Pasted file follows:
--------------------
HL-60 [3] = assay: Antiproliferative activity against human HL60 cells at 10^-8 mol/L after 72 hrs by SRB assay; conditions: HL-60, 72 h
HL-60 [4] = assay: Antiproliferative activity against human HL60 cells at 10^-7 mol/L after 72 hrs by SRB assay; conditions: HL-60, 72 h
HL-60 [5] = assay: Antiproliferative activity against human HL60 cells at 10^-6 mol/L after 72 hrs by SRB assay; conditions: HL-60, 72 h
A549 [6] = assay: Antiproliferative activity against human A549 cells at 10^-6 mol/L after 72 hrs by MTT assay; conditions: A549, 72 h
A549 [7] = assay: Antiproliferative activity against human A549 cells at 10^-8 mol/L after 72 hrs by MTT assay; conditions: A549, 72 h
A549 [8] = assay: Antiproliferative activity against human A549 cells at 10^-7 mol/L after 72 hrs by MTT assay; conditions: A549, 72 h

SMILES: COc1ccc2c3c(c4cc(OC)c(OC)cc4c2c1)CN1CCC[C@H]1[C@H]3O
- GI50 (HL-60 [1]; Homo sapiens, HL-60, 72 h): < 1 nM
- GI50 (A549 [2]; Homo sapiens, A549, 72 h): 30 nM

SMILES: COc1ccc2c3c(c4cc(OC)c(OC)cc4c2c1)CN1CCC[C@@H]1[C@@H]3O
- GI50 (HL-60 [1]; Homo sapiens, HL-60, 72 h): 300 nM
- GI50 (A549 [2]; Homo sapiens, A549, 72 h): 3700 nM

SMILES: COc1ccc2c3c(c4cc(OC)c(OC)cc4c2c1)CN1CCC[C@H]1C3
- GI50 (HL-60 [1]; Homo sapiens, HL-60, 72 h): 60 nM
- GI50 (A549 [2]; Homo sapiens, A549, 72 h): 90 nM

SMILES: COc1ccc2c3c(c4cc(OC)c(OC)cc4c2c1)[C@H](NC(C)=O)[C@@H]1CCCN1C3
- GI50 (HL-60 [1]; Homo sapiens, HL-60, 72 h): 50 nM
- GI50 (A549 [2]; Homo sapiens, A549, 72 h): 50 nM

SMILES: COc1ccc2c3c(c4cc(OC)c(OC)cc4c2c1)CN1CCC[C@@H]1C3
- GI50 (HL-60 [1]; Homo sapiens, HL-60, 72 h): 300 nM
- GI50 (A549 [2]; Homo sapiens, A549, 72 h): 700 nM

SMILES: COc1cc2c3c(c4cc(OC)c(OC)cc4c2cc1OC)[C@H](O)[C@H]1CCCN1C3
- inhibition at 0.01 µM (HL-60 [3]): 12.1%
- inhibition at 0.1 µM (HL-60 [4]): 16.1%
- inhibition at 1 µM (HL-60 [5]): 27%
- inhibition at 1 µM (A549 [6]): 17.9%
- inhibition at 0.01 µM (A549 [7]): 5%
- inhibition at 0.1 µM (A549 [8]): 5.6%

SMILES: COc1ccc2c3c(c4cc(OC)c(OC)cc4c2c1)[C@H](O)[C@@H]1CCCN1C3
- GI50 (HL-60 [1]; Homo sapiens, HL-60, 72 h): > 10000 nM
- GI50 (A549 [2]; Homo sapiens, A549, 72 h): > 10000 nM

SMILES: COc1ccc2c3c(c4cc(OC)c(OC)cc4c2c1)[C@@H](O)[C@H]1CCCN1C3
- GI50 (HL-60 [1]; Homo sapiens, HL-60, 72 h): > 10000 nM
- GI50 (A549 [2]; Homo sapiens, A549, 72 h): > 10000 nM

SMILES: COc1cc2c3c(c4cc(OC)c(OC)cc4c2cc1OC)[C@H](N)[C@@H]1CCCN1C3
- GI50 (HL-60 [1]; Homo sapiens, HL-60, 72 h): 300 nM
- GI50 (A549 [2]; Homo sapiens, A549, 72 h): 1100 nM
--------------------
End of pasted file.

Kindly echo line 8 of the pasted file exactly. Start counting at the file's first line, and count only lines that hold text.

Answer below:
- GI50 (HL-60 [1]; Homo sapiens, HL-60, 72 h): < 1 nM